Further to our previous blog, Who Are Special Interest Purchasers?, this week we are going to discuss how special interest purchasers can influence the fair market value determined in a business valuation.
In valuation engagements, we must consider if there are any potential special purchasers that exist because they can impact the price paid for a company. Special purchasers exist when they are willing to pay a premium for a business to take advantage of economies of scale, synergies or competitive advantage. Special purchasers are normally competitors, customers or suppliers that might gain particular advantages from ownership, not applicable to ordinary purchasers.
The fair market value of a company determined in a business valuation is a notional value (i.e., a value determined in absence of any open market negotiations), and identifying special purchasers can be a challenge and not as straightforward as one would think. Typically, the owner of a business should be able to identify some potential special purchasers; however, even when special purchasers are identified, there is still a level of finesse and difficulty in quantifying the premium amount these special purchasers are willing to pay.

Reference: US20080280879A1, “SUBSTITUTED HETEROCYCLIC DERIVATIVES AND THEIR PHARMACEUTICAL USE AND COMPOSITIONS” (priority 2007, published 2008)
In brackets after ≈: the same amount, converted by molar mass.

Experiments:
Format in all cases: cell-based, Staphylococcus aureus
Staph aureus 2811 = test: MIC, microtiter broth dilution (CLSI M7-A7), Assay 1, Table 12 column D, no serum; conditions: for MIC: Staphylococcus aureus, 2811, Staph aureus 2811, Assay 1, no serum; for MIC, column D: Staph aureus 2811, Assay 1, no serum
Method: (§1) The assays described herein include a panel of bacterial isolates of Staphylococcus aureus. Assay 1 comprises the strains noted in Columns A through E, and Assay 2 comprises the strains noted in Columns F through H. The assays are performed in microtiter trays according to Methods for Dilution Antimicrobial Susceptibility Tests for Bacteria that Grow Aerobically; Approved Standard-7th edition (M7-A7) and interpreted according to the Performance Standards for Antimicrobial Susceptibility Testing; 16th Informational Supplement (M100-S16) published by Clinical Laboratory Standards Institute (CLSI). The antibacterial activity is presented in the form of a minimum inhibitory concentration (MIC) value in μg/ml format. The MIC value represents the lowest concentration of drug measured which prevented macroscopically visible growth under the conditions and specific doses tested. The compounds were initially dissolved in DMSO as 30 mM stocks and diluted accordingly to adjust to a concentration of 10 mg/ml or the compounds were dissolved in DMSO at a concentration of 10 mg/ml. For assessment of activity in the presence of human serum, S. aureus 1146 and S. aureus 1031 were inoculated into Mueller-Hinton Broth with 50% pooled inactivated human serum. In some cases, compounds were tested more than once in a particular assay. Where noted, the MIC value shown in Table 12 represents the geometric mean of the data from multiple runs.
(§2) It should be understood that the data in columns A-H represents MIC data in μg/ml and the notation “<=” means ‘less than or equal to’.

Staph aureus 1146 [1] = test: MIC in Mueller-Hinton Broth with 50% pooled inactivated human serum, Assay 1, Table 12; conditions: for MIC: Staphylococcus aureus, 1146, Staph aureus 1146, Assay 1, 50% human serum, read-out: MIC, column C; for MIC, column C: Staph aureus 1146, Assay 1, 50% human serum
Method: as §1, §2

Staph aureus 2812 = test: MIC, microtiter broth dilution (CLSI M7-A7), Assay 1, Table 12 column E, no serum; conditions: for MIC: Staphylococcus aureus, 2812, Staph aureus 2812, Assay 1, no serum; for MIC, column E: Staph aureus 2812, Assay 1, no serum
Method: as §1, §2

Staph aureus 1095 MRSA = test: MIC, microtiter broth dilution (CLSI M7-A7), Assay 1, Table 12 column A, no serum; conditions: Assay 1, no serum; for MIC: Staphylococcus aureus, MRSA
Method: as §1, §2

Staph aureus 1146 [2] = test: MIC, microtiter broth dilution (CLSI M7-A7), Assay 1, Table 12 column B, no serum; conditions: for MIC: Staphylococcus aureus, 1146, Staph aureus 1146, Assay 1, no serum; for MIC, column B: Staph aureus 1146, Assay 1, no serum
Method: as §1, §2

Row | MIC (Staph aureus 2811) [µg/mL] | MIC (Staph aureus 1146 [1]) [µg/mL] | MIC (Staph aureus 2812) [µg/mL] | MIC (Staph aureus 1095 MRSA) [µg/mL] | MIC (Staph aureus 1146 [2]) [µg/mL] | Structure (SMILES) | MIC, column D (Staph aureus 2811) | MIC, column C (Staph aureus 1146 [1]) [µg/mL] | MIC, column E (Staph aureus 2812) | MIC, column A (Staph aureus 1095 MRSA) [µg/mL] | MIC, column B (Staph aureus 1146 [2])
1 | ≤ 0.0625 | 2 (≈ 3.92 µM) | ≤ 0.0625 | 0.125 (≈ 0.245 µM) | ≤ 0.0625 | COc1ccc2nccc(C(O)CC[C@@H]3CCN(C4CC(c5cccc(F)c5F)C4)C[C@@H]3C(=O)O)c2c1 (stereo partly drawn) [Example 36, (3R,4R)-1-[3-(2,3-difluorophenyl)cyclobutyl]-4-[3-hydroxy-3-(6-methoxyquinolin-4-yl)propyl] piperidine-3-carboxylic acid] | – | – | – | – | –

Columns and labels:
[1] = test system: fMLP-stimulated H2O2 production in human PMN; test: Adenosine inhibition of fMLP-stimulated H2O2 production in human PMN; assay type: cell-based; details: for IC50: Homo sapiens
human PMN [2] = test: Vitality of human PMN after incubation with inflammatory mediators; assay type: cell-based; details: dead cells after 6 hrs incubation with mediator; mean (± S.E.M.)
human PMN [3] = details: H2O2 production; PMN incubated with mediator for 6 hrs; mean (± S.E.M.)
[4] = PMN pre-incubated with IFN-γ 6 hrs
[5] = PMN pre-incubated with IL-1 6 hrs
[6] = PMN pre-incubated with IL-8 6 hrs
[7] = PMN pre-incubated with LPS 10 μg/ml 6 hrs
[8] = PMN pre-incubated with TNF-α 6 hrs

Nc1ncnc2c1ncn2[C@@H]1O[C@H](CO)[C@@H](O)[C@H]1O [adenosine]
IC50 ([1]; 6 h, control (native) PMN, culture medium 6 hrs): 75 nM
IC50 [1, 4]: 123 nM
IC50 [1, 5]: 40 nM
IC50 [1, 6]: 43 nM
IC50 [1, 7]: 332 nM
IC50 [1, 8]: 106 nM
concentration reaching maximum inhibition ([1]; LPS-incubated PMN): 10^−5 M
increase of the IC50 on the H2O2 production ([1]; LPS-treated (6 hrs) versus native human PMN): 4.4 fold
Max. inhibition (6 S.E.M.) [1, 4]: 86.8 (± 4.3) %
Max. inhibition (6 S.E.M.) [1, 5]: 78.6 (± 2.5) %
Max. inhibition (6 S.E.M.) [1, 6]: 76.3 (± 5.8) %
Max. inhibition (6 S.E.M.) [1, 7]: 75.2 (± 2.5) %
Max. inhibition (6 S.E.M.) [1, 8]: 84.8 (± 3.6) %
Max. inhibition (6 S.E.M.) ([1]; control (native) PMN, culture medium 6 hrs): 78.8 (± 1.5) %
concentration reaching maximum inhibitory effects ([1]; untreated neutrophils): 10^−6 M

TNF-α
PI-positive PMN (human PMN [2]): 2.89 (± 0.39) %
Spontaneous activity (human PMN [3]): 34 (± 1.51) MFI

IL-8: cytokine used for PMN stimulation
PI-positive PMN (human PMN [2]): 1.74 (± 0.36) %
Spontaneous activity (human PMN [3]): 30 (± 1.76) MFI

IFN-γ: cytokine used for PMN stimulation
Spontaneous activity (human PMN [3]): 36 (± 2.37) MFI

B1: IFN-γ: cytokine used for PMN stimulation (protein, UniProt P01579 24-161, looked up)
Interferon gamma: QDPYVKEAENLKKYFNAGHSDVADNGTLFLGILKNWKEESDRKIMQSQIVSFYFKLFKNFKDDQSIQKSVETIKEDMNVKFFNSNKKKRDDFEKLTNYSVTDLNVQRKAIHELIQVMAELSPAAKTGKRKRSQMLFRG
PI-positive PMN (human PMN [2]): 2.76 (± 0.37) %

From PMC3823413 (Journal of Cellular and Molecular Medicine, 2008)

Where a class of special purchasers exists, special purchaser prices may represent the fair market value of a company. Special purchasers, such as much larger public and private companies, may pay the highest price for a company.